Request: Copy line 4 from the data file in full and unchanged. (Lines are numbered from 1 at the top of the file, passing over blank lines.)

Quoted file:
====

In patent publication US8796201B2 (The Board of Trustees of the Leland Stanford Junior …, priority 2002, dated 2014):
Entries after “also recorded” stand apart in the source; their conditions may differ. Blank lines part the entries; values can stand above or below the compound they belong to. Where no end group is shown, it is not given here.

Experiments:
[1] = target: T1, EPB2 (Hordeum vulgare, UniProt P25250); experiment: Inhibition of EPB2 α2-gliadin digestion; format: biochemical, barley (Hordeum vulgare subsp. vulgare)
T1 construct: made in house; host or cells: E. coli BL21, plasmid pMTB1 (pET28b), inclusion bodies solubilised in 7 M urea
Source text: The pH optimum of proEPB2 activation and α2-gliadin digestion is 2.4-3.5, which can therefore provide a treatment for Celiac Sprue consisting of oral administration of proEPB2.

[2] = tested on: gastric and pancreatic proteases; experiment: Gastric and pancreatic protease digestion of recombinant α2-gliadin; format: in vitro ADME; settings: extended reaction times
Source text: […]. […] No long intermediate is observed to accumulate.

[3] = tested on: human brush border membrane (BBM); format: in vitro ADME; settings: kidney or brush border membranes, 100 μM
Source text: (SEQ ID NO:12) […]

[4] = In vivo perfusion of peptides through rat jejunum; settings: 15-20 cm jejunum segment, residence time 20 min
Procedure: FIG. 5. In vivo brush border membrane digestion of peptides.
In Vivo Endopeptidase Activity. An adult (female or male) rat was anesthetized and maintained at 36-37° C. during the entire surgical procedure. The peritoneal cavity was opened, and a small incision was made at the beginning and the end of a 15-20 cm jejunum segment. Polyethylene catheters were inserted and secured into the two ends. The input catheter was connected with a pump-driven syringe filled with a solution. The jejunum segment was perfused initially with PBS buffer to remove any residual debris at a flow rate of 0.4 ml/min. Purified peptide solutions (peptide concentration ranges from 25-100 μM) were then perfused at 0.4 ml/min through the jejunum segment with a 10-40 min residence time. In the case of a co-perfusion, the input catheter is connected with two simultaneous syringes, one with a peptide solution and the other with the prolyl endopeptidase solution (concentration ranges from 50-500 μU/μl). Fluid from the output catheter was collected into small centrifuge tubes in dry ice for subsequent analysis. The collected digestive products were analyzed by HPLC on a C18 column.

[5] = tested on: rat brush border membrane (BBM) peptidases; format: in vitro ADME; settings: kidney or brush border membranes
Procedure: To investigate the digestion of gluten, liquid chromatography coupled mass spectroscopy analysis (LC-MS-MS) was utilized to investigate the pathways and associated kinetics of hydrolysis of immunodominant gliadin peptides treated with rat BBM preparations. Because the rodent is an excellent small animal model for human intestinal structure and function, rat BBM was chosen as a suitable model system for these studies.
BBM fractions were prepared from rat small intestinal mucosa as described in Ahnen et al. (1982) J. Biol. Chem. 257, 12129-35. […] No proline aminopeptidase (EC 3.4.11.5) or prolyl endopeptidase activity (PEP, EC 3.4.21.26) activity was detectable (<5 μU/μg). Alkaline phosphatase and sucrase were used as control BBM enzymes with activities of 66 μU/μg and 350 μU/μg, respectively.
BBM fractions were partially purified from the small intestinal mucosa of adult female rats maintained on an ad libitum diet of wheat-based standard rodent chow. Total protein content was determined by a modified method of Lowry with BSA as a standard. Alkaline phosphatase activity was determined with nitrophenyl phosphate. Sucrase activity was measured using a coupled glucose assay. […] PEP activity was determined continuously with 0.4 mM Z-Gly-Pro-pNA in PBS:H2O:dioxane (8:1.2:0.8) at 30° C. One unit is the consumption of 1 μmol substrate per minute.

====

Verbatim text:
[1] = target: T1, EPB2 (Hordeum vulgare, UniProt P25250); experiment: Inhibition of EPB2 α2-gliadin digestion; format: biochemical, barley (Hordeum vulgare subsp. vulgare)